The skin’s structure includes special glands called sweat glands. Normally, the body cools itself by dilating blood vessels close to the skin’s surface to allow for heat transfer into the atmosphere. At the same time, sweat glands secrete moisture onto the surface of the skin (through pores), from which evaporative cooling provides heat transfer into the atmosphere. On humid days, evaporative cooling is not as efficient and less cooling takes place. It is the loss of these sweat glands in burn victims that contributes to the victim’s body overheating, which is a dangerous situation. And, with the loss of the epidermis and dermis in burn victims, it means that the tissue is subject to drying, loss of evaporative cooling and, of greatest concern, risk of developing infections that cannot be easily treated.
More on artificial skin
In the 1970s, artificial skin was developed to provide a cover to protect badly damaged skin (severe burns) as it regenerates itself. This product was developed by Dr. John Burke, a Harvard surgeon, and Ioannas Yannis, a materials engineer at MIT. Their collaboration produced a skin cover for burn victims that would hydrate the burned area (actually the burned skin is removed, an important step), protect it from drying, and reduce the threat of infection. The material that Burke and Yannis developed is called Integra Dermal Regeneration Template (Integra DRT). Using an artificial product rather than skin, from whatever source, has advantage—including the fact that the product will not be rejected by the recipient (if the grafted skin is not from the patient), and that is free of viruses and bacteria. Again, the main function of the DRT is to induce dermal regeneration, providing a scaffold onto which the patient’s own skin cells can regenerate the dermal layer. The DRT consists of two layers. The bottom layer consists of a matrix of interwoven collagen (from cow protein) and sticky carbohydrate molecules—glycosaminoglycan. This matrix is attached to a flexible silicon sheet. The resulting product looks like a translucent plastic wrap. After the material is placed on a wound, the patient’s own cells infiltrate the sheet, (over a two to four week period), and the top layer of the DRT is removed, to be replaced by a very thin sheet of the patient’s own epithelial cells. Normal epidermis (without hair follicles) develops and the matrix disintegrates over time.
The majority of biomaterials in use today are based on natural or extracted collagen. The basic point of artificial skin is to induce dermal regeneration and supply a protective covering and a pliable scaffold onto which the patient's own skin cells can "regenerate" the lower, dermal layer of skin that was damaged or destroyed.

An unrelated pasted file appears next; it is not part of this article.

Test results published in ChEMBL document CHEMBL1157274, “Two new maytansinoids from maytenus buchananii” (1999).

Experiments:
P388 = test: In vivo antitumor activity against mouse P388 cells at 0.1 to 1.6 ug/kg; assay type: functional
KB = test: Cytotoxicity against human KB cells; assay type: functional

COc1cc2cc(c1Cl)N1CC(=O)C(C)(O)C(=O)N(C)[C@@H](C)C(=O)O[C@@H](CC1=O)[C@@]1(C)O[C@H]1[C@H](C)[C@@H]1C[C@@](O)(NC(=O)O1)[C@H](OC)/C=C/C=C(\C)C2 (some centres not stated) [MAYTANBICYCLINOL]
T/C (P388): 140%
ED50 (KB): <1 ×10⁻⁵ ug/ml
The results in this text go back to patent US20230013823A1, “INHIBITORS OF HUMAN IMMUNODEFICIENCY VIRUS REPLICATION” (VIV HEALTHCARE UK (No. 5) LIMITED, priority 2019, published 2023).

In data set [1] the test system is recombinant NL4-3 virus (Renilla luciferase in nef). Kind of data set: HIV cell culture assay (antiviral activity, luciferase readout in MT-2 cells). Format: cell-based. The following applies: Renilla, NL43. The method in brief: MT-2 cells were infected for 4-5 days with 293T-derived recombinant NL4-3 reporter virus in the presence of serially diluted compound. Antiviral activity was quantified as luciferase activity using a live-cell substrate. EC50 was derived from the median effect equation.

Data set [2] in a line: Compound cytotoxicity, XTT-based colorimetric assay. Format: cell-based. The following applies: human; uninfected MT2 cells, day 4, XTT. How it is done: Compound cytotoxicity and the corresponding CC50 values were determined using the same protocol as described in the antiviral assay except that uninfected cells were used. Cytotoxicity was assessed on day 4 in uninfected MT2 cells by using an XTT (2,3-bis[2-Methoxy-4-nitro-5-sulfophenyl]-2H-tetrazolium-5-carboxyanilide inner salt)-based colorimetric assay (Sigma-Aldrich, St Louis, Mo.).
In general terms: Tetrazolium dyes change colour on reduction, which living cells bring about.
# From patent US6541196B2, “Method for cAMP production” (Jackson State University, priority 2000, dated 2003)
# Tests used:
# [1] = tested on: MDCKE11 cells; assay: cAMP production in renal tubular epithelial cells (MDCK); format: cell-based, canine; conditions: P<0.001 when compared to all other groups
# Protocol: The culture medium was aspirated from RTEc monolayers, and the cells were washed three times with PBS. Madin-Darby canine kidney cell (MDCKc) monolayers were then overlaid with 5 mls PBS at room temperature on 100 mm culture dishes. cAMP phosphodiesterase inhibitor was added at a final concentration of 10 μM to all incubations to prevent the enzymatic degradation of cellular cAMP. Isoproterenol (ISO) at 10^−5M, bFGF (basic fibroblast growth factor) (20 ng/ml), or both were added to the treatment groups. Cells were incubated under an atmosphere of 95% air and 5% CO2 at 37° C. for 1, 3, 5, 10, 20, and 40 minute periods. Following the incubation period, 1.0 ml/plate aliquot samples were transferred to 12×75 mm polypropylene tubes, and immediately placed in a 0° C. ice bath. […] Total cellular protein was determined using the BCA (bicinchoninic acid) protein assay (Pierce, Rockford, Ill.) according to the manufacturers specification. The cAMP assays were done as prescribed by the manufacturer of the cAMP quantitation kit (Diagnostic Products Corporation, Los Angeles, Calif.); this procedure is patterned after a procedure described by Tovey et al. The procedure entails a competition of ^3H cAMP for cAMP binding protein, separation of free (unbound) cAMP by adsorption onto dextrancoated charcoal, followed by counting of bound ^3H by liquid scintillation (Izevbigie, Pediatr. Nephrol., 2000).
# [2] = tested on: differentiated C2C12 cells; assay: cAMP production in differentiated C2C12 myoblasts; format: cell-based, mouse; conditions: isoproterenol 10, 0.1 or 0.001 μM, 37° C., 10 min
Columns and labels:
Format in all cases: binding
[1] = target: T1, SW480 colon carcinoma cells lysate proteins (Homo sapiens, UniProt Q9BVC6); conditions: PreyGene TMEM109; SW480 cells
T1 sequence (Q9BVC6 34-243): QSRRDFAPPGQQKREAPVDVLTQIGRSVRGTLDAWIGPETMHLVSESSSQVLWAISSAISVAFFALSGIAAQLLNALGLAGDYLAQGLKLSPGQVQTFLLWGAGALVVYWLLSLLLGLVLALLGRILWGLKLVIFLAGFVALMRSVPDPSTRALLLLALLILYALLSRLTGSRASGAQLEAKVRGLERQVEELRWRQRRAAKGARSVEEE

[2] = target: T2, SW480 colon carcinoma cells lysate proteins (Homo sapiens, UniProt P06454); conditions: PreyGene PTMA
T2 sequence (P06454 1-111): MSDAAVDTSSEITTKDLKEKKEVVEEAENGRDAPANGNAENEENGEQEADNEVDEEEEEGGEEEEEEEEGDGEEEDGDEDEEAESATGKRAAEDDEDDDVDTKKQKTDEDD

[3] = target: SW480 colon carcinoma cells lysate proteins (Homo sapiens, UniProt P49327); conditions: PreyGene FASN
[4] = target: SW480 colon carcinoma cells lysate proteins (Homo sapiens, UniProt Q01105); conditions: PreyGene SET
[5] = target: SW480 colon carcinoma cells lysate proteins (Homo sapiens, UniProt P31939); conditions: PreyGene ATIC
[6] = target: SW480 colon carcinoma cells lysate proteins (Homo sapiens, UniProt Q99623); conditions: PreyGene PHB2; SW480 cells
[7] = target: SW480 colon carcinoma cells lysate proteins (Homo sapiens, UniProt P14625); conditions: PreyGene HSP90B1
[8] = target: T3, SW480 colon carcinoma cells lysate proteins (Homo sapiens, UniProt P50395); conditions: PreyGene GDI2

A current procedure relates to “a method of skin regeneration of a wound or burn in an animal or human. This method comprises the steps of initially covering the wound with a collagen glycosaminoglycan matrix, allowing infiltration of the grafted GC matrix by mesenchymal cells and blood vessels from healthy underlying tissue and applying a cultured epithelial autograft sheet grown from epidermal cells taken from the animal or human at a wound free site on the animal's or human's body surface. The resulting graft has excellent take rates and has the appearance, growth, maturation and differentiation of normal skin.”


One of the more well-developed skin covers (epidermal covers) has the commercial name of “Myskin”. This is a synthetic polymer of acrylic acid that is coated with medical grade silicon. Cultivated keratinocytes (from the patient) readily attach themselves to this polymer. (Keratinocytes make up 95 % of the epidermis, basically acting as a barrier to the environment, preventing excess drying of the skin and blocking penetration of toxins and pathogens into the interior of the skin. They also perform a structural function by keeping the nerves of the skin in place.) When the sheet is placed on a wound bed, the keratinocytes leave the sheet and become incorporated into the wound bed, eventually forming new epidermis. This sheet also provides moisture retention for the damaged skin. (See a video that shows actual skin cultivation [from keratinocytes] onto a protective sheet at
Currently there continues to be research into the techniques for quickly cultivating new skin that can be applied to a burn victim and is not rejected by the recipient, depending on the source (embryonic stem cells, the patient’s non-embryonic stem cells, or layers of skin from the patient).
What are the goals for cultivated or lab-grown skin? “Tissue-engineered skin needs to:

(a) provide a barrier layer of renewable keratinocytes (the cells that form the upper barrier layer of our skin), which is (b) securely attached to the underlying dermis, (c) well vascularized, and (d) provides an elastic structural support for skin.” (